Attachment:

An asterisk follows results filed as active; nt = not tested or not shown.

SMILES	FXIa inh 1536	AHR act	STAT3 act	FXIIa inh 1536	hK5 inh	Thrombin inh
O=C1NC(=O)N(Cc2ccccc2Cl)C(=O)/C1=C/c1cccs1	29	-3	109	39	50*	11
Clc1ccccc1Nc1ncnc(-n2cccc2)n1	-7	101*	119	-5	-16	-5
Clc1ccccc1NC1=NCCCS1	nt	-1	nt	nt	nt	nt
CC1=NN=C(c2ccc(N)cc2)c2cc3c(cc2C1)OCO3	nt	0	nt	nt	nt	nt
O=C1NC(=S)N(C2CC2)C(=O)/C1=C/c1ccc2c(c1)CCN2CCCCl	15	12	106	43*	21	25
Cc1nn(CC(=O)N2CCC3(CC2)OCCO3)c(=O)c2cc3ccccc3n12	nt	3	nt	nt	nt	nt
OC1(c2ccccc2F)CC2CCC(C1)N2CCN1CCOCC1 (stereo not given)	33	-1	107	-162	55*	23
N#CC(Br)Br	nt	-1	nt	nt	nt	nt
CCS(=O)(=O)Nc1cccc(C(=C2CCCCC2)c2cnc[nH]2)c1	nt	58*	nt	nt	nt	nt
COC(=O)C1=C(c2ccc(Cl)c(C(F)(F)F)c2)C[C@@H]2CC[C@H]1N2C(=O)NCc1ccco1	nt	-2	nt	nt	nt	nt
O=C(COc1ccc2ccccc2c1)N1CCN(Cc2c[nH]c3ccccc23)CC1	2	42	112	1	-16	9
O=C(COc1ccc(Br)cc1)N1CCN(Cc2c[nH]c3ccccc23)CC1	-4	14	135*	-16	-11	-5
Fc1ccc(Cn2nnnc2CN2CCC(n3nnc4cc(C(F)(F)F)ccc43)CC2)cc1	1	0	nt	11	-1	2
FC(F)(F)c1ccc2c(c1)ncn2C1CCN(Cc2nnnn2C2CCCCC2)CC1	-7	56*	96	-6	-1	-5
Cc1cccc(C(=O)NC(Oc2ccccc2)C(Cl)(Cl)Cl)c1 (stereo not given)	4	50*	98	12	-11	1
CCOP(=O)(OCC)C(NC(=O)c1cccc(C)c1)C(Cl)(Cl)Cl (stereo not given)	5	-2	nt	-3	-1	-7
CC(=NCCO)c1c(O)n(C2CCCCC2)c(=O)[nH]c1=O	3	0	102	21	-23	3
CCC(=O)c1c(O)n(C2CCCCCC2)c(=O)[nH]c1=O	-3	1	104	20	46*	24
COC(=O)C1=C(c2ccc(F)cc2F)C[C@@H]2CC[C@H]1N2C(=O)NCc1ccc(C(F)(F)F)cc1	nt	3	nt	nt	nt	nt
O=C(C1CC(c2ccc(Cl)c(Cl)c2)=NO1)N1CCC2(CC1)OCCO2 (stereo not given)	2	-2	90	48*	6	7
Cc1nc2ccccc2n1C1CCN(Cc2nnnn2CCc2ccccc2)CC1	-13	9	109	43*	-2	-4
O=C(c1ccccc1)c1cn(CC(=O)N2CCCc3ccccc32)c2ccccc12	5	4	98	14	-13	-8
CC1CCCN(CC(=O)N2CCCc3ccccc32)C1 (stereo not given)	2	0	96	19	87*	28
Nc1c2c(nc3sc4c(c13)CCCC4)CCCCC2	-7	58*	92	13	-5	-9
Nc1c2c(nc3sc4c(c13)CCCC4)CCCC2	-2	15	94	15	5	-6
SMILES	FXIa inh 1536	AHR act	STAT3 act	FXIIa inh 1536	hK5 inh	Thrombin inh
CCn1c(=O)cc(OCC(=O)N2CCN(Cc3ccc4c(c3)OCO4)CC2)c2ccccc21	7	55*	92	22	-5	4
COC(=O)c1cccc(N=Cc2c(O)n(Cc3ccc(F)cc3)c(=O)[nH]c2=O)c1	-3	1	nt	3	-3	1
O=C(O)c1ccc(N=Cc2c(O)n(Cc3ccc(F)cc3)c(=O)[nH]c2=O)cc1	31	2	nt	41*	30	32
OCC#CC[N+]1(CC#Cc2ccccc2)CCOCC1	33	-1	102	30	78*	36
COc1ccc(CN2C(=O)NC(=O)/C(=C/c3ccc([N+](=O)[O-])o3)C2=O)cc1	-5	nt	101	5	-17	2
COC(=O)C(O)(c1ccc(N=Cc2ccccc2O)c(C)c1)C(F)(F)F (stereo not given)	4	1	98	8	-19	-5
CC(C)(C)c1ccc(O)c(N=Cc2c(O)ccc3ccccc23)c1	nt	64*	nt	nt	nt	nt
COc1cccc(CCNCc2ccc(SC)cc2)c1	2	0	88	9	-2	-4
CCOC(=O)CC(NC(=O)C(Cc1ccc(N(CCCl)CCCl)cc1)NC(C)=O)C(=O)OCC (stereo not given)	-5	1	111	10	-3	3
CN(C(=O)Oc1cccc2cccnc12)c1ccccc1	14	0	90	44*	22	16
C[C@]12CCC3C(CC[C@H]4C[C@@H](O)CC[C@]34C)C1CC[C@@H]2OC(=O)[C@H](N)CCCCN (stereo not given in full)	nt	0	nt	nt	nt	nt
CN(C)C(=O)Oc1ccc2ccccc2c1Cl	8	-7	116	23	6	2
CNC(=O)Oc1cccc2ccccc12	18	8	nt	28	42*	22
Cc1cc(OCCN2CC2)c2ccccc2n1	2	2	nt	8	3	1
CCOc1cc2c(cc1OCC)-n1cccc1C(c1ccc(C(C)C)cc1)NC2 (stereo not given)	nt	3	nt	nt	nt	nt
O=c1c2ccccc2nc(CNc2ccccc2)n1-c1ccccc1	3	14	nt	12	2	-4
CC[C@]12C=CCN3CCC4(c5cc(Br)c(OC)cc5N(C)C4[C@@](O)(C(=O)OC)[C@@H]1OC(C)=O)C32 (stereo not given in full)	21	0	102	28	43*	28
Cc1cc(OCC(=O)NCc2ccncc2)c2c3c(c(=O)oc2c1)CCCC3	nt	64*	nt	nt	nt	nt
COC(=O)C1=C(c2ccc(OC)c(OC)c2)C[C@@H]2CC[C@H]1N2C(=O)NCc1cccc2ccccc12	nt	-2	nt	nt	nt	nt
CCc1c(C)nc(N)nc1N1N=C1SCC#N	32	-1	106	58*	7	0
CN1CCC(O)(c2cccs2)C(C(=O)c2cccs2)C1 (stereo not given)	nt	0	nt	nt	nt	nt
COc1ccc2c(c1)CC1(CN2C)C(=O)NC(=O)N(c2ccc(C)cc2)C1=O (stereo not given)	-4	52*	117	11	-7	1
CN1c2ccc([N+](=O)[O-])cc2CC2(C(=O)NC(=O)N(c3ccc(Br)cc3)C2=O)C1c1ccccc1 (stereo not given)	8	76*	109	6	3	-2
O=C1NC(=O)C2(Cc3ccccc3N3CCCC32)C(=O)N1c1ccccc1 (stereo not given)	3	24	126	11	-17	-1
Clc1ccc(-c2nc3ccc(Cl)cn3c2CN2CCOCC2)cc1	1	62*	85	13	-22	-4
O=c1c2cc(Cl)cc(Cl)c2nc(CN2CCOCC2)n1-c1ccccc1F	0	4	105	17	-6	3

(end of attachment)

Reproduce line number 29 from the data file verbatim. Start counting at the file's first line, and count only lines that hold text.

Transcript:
CCn1c(=O)cc(OCC(=O)N2CCN(Cc3ccc4c(c3)OCO4)CC2)c2ccccc21	7	55*	92	22	-5	4